September 2018
Volume 18, Issue 10
Open Access
Vision Sciences Society Annual Meeting Abstract  |   September 2018
Quantifying sensory noise in serial dependence experiments with a two alternative forced choice (2AFC) paradigm
Author Affiliations
  • Fraser Aitken
    University of St Andrews
  • Justin Ales
    University of St Andrews
Journal of Vision September 2018, Vol.18, 828. doi:10.1167/18.10.828
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      Fraser Aitken, Justin Ales; Quantifying sensory noise in serial dependence experiments with a two alternative forced choice (2AFC) paradigm. Journal of Vision 2018;18(10):828. doi: 10.1167/18.10.828.

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      © ARVO (1962-2015); The Authors (2016-present)

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Abstract

Serial dependence is a phenomenon in which people's perceptions of current stimuli values depend on previously seen stimuli. However, it is still poorly understood which aspects of a stimuli affect the amount of serial dependence observed. One theory is the visual system weights stimulus values adaptively depending on sensory noise. When stimuli are less noisy more weight is attached to new values and under more noisy conditions more weight is attached to past values. One problem is that previous studies have not quantified the amount of sensory noise present in stimuli and used a method of adjustment procedure that contains response noise. Here we measure sensory noise. We did this by using a two-alternative forced choice paradigm (2AFC). Participants viewed a Gabor stimuli presented at a random orientation. Next a second Gabor was presented at 7 different angles ranging 15° either clockwise or anticlockwise from the initial orientation. Sensory noise was manipulated by presenting the Gabors in two contrast conditions 5% contrast (high noise) and 20% (low noise). We fitted cumulative normal psychometric functions to the data and used the variance parameters as our estimate of sensory noise (5% = 115.85 deg2, 20% = 11.03 deg2). Data was compared to results from an experiment using a method of adjustment procedure with identical stimuli and contrast conditions. Serial dependence was quantified by determining the amount of influence previously shown stimuli have on the participants' response (5% contrast= 0.20, 20% =0.00). We found, consistent with the adaptive theory, the amount of sensory noise is important for predicting the amount of serial dependence observed. Our results indicate that quantifying the magnitude of sensory noise is important for interpreting the results of serial dependence and also that a 2AFC paradigm is an effective in method for quantifying the sensory noise in these experiments.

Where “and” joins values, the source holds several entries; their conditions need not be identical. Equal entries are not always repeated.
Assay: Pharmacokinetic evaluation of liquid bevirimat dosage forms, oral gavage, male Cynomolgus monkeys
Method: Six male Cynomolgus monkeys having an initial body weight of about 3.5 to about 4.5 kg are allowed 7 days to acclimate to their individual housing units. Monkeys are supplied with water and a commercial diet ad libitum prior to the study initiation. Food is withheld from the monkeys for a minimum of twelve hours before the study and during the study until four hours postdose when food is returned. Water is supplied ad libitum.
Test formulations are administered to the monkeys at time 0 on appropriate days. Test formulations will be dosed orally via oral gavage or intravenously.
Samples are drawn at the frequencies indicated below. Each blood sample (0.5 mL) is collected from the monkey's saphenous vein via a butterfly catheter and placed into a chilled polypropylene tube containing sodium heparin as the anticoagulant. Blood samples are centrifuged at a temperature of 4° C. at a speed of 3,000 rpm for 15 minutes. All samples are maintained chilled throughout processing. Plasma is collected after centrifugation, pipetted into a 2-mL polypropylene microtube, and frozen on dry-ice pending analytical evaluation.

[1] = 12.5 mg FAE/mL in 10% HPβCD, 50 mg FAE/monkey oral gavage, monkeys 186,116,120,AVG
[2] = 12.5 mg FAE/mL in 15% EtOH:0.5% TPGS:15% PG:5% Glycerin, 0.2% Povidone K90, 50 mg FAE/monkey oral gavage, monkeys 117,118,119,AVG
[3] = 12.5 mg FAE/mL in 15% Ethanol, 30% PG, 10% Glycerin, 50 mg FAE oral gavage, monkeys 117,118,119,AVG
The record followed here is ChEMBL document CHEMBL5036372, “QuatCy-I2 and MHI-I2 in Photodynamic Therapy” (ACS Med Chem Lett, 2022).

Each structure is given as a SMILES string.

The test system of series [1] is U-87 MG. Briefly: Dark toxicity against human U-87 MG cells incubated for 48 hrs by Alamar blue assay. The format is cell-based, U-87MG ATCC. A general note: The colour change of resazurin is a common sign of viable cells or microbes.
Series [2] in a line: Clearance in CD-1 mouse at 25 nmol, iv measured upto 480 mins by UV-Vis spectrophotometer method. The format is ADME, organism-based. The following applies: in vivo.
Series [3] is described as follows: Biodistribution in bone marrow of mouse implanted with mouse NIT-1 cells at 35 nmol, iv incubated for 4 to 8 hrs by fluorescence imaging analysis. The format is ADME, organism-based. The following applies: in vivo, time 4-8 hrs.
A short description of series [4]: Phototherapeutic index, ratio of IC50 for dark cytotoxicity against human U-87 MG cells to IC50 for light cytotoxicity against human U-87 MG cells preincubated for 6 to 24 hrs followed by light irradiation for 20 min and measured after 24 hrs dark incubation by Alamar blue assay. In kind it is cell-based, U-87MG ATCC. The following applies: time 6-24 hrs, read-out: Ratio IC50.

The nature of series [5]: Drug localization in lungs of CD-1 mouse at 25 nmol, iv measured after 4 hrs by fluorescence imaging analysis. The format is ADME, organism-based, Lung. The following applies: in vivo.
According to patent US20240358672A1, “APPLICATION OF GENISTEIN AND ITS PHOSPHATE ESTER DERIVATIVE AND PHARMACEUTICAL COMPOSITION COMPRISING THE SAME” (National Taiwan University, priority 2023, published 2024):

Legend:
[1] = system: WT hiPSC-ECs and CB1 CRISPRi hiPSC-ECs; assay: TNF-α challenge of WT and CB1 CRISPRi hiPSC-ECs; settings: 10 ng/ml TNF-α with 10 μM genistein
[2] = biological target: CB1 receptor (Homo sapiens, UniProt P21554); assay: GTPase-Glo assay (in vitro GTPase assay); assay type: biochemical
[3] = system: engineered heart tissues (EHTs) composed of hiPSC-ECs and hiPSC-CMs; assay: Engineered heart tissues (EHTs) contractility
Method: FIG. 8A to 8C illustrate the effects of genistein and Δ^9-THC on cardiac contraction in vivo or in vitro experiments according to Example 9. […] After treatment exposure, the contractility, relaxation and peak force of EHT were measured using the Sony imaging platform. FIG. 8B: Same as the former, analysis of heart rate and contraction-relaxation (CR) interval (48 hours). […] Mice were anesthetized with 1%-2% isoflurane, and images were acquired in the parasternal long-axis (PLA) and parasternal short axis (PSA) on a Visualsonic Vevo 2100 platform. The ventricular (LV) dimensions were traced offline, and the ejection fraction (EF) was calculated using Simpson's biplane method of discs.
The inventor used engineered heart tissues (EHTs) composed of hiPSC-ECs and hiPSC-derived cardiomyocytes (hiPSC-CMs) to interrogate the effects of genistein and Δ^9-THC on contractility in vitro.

Meeting abstract presented at VSS 2018

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